Once the signal travels all the way across space to a receiver on the ground, both the signal and the noise will be greatly reduced in power due to geometric spreading out of the power density. Let’s assume that the geometric spreading losses are 120 dB and that the receiver has a similar noise floor power to the one in the first half of this example, -110 dBm. Our hypothetical receiver now has a signal input power of -90 dBm, above the noise power floor, but the noise that was amplified by the PA at the beginning is now at -158 dBm, far below the level that is inherently within the receiver from external noise sources.

Table 1 below shows numerically what was described above.

 Input to PAOutput of PASpreading LossInput of Receiver
Signal Power0 dBm30 dBm-120 dB-90 dBm
Noise Power-80 dBm-38 dBm-120 dB-158 dBm
SNR80 dB68 dB68 dB
Table 1: Example of how noise power from a PA gets reduced below receiver noise floor
4-2. P1dB Compression Point

Amplifiers are generally linear devices, but only up to a point. By a linear device, I mean that the gain of an amplifier is not affected by the input power of the signal. For a 20 dB amplifier whose linear range encompasses both, for example, a -50 dBm input signal and a -20 dBm input signal should both be amplified equally (to -30 dBm and 0 dBm output, respectively).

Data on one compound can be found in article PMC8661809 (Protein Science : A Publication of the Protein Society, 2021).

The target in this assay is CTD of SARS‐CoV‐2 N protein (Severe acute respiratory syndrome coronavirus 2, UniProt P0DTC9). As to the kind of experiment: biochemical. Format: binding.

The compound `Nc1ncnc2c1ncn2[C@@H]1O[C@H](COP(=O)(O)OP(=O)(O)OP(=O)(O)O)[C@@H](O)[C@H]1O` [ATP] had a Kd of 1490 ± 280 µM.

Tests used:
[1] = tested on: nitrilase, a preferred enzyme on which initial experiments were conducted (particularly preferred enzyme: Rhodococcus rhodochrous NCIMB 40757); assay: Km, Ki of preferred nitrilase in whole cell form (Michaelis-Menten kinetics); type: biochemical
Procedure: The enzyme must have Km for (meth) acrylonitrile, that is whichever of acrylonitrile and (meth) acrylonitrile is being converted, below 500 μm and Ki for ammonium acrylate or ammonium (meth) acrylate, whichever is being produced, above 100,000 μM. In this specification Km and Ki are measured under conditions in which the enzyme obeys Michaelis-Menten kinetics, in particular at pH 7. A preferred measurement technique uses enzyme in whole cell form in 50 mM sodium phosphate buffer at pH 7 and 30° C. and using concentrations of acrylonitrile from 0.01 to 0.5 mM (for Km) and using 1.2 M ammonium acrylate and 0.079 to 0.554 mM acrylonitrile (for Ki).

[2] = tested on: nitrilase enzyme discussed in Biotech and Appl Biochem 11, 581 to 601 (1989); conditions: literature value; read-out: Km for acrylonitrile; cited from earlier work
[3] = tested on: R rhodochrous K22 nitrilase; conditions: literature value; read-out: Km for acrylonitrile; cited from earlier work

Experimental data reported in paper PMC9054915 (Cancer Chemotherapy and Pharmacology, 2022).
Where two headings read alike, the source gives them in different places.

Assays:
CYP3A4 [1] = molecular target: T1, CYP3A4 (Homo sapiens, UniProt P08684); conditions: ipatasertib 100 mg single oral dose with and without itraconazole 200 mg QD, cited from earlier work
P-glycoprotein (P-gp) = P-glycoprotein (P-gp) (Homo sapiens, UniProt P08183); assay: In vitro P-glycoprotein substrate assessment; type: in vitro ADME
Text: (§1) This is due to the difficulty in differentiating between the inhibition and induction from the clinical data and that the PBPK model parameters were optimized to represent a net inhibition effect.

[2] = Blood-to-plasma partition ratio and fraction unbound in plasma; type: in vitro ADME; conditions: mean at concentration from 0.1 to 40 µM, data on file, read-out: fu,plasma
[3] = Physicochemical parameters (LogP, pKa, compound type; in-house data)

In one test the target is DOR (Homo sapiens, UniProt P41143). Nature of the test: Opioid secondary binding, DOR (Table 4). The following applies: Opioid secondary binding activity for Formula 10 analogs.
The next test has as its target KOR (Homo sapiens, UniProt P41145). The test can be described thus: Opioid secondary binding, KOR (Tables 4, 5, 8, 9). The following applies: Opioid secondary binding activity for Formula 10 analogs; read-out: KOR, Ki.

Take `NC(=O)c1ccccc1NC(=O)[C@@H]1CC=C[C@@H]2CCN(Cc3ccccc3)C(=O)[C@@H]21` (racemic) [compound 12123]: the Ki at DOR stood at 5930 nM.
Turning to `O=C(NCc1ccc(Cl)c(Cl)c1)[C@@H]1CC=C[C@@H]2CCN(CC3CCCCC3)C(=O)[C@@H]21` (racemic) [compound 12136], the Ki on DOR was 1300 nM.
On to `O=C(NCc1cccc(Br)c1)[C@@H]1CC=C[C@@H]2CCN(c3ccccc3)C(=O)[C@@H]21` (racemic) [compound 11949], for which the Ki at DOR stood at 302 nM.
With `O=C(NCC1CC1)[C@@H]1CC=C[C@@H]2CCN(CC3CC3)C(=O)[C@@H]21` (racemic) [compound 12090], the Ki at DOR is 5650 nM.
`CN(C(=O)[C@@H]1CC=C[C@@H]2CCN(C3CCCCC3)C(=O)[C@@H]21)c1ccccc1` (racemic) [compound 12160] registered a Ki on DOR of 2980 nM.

The linear range of an amplifier is defined as the range of output power values where the amplifier will operate as a linear device. Typically, an amplifier will operate linearly for all power values up to the point where it becomes compressed (i.e. there’s no relevant lower bound other than the noise floor). The P1dB compression point is used as the upper bounding point of the linear region, and refers to the output power when the amplifier loses 1 dB of linearity (also sometimes denoted as OP1dB).

Figure 3 below illustrates the linear region and where it breaks down near the P1dB compression point, becoming non-linear. You’ll notice that on this plot there are a few other points labelled, the second-order and third-order intercept points. These (particularly the third-order intercept, IP3) are used for measuring and quantifying the linearity of devices. They are more complicated to explain conceptually than the P1dB compression point, so I won’t do so in this article, however I highly recommend this video from Rohde & Schwarz [3] that I think explains them very well.

Plot of power output linearity (Y-axis) vs. input power (X-axis) [2]

The P1dB compression point is more relevant to power amplifiers used in transmitters than it is for the amplifiers used in receivers. This is because in almost all cases you’ll want to have a high transmit power to make it easier to close your link budget. It’s important to choose an amplifier whose P1dB compression point is at or above your desired output power so it won’t be stressed trying to amplify an already too-strong signal. Stressing parts more than they need to be is a quick and easy way to cause them to fail, and for something as critical as your transmitter, having an amplifier fail could mean your whole satellite fails!